7. Put the whole dish in the oven and forget about it for an hour! Check on it then but it will probably still be a little raw. You can slice into it and see what you think, or if you’re fancy you can use a meat thermometer to see when it’s actually done (I have never used one of those in my life, but if that’s your thing then I commend you). If you’re completely unsure if it’s done cooking and you do not have a meat thermometer, you can take it out and let it rest a bit, then slice it and if it looks too raw you can put it back in the oven once it’s sliced (it will cook quickly then, so keep an eye on it). Something to watch out for is that often the outside of the roast will look really perfectly cooked but then you’ll slice it open and it’s like, “Oops, you’re not done at all!” That’s okay, just pop it back in the oven and go make small talk with your fancy dinner party guests (or your cat, whatever).

roast

yes, on the left it looks oh-so-done but nope! you’ll slice it and see that’s not true at all so put that sucker back in the oven, at least for a few minutes, but to be honest probably for 15-30 more minutes depending on how rare you like your meat.

8. Plate your meat! Include a generous spoonful of the gravy/juice, some green veggies to add a pop of color and make sure that each person gets a few onions and garlic cloves on their plate. Oh you fancy, huh? Yeah you are. Bon appetit!

we ate this for lemon's birthday dinner and it was perfect

we ate this for lemon’s birthday dinner and it was perfect

Vanessa is a queer feminist writer and photographer currently based in New York. She really misses Portland. Find her on twitter and instagram.

Vanessa has written 270 articles for us.

40 Comments

  1. Your mom and I make roast beef the same way! So, basically, I’m just going to assume that I’m your mother from now on. Also, I think onions are really gross and hate eating them, but I cook with them?

    Two things I’ve found:
    1) Take the meat out of the oven a little early because that shit will keep cooking, especially if it’s a large roast.
    2) Sometimes I’ll make two smaller roasts instead of one large one. I cook one longer than the other to accommodate different tastes. Also, the overall cooking time will be shorter. I like to do a quick pan sear on smaller roasts to help lock in the juices and add a little beef stock to the pan.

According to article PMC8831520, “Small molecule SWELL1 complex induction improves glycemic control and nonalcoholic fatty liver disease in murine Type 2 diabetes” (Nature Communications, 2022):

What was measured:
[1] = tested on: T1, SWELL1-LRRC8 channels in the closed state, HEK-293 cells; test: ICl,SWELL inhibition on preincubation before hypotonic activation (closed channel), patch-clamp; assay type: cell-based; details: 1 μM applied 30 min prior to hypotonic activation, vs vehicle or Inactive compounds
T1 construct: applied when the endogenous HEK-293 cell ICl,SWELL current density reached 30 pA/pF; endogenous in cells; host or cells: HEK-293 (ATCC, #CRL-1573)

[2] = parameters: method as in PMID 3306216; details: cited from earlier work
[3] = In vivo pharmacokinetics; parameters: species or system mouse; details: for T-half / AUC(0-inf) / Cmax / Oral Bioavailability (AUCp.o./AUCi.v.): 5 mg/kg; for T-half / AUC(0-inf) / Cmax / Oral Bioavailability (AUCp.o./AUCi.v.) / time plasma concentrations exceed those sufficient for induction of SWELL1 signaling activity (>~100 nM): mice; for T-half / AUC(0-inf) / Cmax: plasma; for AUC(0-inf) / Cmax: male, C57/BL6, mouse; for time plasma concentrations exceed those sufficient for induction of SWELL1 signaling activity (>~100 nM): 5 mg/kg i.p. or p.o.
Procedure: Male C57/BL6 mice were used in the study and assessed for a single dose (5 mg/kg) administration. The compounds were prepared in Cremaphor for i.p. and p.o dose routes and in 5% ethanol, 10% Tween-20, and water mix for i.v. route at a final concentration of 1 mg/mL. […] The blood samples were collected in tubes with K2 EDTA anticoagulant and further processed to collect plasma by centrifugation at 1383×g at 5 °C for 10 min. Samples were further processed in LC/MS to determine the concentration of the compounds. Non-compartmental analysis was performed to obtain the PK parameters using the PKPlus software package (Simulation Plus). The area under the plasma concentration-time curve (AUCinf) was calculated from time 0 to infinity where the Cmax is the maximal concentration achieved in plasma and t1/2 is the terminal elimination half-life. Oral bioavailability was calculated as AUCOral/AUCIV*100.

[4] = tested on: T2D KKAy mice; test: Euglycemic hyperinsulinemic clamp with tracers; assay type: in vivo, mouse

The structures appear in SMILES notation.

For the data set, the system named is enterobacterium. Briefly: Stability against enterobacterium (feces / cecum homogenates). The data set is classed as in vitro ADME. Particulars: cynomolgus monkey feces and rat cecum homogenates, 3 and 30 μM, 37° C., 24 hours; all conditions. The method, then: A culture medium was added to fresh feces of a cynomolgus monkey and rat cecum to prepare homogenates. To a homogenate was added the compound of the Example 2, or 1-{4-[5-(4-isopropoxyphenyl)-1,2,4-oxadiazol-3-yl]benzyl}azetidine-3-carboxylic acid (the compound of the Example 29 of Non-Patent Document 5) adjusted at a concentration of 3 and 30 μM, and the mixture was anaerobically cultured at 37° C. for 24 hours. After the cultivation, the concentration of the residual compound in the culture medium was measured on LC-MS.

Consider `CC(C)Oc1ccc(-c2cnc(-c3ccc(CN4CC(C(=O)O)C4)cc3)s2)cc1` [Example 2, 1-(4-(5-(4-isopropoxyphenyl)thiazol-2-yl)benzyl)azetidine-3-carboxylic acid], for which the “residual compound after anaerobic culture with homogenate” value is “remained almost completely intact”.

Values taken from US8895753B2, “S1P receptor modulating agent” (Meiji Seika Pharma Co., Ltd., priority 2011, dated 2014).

2. Please be aware that Gertrude Stein uses roast beef as code for lesbian sex. That is all.

    “Please be the beef, please beef, pleasure is not wailing. Please beef, please be carved clear, please be a case of consideration”

  3. I am now So. Desperately. Hungry. The elegance of the recipe, the sheer POSSIBILITIES, I’m dying inside looking at these pix.

    So I have to plan. I have to get the ingredients to make this, and then survive the busy-ness of the weekend, and then, THEN I can make THIS ROAST. Before things get busy again. Because I must.

    Because if the Earth gets hit by a killer comet at any point in the upcoming week, I don’t want to be the girl who really should’ve had a fine last meal, but didn’t. I don’t want to be THAT GIRL. The Apocalypse loser.

    I can be better than that! I WILL be better than that! (Hunger makes me dramatic. I apologize.)

  4. this is like the fancy version of what I was going to make for dinner today until my dad and I decided to just go to chipotle…

    basically my mom’s roast beef is this except instead of actual onions, she uses lipton’s onion soup mix. yep, it’s still 1950s convenience cooking in my household!

    we also do this thing where you leave it in the oven (you turn it off after the initial cooking) for a couple hours and it makes it super perfect somehow. cooking magic from peg bracken’s “the I Hate to Cook Book”!

  5. Totally am making this dish right now. And guess what guys? I got yellow mustard all over my t-shirt when I was opening the container! haha I will let you know how it tastes! So far it’s in the oven cooking 😉